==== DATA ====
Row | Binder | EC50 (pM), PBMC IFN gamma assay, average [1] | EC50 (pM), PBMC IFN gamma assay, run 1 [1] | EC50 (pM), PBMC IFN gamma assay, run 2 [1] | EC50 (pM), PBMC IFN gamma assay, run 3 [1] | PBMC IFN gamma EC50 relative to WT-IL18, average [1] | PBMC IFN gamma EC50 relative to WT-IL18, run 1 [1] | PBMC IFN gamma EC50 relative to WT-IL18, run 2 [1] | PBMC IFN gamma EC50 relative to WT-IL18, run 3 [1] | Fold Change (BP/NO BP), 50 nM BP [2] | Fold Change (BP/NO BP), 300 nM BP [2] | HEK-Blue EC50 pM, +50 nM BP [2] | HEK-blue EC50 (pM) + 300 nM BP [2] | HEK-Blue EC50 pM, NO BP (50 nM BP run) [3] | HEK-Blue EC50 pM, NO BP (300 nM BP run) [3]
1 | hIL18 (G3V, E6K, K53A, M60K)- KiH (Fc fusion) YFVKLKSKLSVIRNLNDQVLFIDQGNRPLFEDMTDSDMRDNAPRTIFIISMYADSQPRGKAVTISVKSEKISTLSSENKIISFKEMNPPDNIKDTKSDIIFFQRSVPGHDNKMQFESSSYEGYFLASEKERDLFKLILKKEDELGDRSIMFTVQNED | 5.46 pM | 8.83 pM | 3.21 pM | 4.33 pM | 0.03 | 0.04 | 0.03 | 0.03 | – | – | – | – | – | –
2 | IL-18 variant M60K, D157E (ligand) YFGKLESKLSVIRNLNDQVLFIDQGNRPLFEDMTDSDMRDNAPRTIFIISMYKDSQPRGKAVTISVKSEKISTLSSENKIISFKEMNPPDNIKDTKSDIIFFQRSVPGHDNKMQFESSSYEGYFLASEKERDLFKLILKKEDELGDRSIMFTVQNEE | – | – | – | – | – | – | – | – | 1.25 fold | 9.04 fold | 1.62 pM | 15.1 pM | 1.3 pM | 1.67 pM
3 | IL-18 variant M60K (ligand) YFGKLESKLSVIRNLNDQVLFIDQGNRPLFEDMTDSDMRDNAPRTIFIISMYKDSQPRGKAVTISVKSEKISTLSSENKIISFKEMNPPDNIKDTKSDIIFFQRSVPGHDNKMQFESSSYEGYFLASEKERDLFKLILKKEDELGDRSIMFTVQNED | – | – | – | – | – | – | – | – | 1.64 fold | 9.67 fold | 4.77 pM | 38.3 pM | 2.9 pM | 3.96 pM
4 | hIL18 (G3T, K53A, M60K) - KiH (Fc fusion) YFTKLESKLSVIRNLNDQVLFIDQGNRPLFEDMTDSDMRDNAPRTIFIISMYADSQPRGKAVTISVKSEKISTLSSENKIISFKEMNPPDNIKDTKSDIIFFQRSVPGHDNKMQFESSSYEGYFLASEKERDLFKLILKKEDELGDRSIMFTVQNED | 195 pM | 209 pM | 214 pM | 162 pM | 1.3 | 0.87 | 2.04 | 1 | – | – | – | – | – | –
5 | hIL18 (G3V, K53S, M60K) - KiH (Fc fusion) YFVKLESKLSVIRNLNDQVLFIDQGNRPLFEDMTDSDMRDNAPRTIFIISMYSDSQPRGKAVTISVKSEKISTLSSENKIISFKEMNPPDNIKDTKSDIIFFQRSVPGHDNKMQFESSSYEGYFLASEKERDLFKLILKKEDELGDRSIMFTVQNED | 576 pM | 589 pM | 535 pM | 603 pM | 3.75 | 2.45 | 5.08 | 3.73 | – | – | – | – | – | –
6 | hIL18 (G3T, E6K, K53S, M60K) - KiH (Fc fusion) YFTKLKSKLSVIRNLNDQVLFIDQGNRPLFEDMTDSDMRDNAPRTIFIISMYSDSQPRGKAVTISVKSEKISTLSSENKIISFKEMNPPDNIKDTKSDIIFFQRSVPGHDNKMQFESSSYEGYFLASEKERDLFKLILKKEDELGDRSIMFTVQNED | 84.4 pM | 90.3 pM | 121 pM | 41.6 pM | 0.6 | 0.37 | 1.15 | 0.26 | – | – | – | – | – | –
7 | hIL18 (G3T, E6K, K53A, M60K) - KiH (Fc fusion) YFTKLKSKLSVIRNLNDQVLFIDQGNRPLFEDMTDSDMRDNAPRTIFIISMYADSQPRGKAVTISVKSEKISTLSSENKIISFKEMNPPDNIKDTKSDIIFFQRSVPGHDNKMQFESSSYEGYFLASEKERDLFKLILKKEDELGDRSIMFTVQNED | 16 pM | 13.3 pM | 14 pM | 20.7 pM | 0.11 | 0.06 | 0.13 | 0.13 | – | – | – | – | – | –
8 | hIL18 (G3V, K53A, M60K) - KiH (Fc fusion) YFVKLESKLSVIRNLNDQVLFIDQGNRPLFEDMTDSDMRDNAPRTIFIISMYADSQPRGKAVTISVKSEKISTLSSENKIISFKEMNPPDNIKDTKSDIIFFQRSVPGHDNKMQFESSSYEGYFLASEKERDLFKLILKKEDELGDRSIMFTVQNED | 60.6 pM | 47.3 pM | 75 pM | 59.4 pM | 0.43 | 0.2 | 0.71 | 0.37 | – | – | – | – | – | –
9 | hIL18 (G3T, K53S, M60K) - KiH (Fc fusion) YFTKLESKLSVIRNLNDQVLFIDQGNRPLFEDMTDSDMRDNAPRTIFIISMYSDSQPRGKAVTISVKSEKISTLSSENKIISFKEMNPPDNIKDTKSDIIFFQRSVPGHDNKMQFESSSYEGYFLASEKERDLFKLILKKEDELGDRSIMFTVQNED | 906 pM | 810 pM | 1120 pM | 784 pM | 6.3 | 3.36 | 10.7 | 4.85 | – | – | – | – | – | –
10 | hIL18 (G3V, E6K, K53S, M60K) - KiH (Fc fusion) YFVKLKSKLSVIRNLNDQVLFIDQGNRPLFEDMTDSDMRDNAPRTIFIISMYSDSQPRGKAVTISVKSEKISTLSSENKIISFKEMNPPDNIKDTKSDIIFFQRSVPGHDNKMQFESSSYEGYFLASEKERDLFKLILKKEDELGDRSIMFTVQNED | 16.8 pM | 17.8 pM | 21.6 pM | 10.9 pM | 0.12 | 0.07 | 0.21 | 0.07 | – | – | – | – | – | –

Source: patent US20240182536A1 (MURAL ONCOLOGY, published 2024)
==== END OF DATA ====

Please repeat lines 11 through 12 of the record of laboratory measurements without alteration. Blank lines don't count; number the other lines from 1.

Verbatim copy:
10 | hIL18 (G3V, E6K, K53S, M60K) - KiH (Fc fusion) YFVKLKSKLSVIRNLNDQVLFIDQGNRPLFEDMTDSDMRDNAPRTIFIISMYSDSQPRGKAVTISVKSEKISTLSSENKIISFKEMNPPDNIKDTKSDIIFFQRSVPGHDNKMQFESSSYEGYFLASEKERDLFKLILKKEDELGDRSIMFTVQNED | 16.8 pM | 17.8 pM | 21.6 pM | 10.9 pM | 0.12 | 0.07 | 0.21 | 0.07 | – | – | – | – | – | –

Source: patent US20240182536A1 (MURAL ONCOLOGY, published 2024)